• Genuineness, empathy, and honesty

People are shifting their priorities and motives. Security is the top priority for them regardless of whether it's for their employees, family members, or customers. Changes in values can cause a lasting behavior change. Companies should be prepared for employees seeking more compassion, honesty, and transparency from their leaders, a set of skills that leaders should be able to perform online. Mental wellness will also be an integral part of the workplace and will be integrated into productivity initiatives. It will impact expectations of the duty of care.

  • Higher levels of flexible and remote work

One of the positive outcomes of remote work that is forced has been clear evidence that flexibility must not be at the cost of productivity. This could have positive implications for diversity goals, especially for those who have caring responsibility. In the same way, the traumatic and anxious environment and isolation have highlighted the necessity of regular face-to-face interactions. Deciding what is best compared to what is accepted as feasible is bound to affect the corporate policies and spending decisions after the crisis.

  • Investment in digital HR infrastructure

HR professionals are also likely to see a change in the way they employ or hire and keep employees. Several processes have been digitalized to boost efficiency and speed. HR is now functioning virtually throughout the entire process of acquiring talent, but with new employees joining the workforce and working alongside colleagues, and not meeting anyone in person for months. This trend, along with the need to reduce the possibility of future lockdowns, will mean that investments into the digitalization of HR will increase.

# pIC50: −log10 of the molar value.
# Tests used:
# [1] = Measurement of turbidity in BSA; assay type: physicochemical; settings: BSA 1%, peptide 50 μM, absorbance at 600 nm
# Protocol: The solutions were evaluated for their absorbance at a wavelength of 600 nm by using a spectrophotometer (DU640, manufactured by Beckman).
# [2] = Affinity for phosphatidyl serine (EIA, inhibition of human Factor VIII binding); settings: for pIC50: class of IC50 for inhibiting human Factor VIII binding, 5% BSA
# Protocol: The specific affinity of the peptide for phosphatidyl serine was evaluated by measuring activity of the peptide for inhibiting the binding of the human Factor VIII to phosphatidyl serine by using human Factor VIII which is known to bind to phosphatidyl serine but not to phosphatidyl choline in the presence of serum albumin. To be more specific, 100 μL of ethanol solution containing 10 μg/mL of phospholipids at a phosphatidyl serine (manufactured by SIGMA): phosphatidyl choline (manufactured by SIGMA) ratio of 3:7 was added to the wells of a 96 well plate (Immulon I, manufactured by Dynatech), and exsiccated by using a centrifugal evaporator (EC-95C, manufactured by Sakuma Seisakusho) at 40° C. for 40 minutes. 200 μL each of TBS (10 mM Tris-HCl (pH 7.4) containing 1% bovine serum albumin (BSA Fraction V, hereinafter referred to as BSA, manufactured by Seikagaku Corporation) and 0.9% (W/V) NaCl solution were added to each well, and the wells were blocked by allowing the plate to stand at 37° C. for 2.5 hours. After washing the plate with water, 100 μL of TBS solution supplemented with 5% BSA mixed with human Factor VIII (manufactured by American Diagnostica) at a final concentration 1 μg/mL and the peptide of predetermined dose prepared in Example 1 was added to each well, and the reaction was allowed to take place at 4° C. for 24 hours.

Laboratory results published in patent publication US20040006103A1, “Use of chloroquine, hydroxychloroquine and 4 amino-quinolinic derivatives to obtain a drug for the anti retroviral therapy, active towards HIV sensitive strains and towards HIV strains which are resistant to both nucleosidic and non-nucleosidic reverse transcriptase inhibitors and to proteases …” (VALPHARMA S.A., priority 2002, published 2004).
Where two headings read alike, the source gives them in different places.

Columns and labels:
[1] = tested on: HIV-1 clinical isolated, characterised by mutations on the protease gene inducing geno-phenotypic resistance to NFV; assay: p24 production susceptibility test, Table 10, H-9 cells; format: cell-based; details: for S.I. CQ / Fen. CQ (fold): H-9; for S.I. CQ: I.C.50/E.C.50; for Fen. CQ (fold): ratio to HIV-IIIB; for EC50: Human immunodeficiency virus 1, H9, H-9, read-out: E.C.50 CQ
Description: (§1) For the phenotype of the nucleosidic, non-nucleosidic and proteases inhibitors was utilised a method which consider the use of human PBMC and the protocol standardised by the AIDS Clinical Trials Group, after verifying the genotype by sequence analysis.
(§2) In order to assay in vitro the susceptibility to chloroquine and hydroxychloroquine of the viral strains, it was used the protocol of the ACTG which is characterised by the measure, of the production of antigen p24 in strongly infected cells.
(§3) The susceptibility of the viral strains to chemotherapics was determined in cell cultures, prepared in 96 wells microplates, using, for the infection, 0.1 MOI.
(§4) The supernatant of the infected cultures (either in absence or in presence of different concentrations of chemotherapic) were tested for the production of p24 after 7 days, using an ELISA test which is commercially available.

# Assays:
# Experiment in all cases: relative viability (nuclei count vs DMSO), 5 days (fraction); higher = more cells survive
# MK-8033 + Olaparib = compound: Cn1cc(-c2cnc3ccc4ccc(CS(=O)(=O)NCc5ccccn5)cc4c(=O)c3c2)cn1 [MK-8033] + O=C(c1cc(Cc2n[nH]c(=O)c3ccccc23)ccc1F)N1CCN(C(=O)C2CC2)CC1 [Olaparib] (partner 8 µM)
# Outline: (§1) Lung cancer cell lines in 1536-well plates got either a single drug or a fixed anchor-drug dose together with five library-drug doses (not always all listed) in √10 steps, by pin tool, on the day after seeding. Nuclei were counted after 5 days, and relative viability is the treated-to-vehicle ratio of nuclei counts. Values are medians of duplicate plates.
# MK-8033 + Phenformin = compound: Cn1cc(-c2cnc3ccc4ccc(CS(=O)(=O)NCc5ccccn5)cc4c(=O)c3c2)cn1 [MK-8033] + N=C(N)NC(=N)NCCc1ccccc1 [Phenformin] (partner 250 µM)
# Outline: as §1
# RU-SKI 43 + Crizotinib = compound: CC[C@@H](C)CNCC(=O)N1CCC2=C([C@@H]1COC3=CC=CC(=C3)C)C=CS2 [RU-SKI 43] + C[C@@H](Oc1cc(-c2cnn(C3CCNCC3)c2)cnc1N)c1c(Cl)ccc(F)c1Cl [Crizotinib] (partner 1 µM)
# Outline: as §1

• The digital market for employment

At present, many government agencies have only tweaked their labor laws due to the advent of digital technology. In contrast, the fundamental frameworks have remained solidly rooted in the traditional, analog perception of work. This will likely evolve, and a more comprehensive review could see legislation eventually adjusting to and supporting future-oriented thinking. The motivation to change this comes from the growing popularity of remote work and the specific policy adjustments and initiatives to improve the workforce triggered by the current crisis.

A significant amount of time has been spent responding to the situation - shifting and adapting to an ever-changing environment. The Covid-19 epidemic has also provided an opportunity for companies to rethink and transform their physical workplace and their relationship with their employees in the coming years.

Looking at the long-term view in implementing changes today can assist in accelerating any efforts to redesign the workplace in areas like onboarding, talent management, onboarding, recruitment, training and training, and reskilling. Rules have evolved and will continue to change as we discover new insights in the face of the ever-changing global health and economic crisis.


From the workplace and HR viewpoint, the current situation could be described as a massive, synchronized organization-wide experiment. Although we can't anticipate the results - whether any of these developments will take hold or take over, or what others could emerge, it will certainly be an era of massive technological advancement. As with all things in life, HR will never be ever the same. It is the task of HR directors and their team to ensure that this new normal is a more improved one that will lead to a more productive workplace.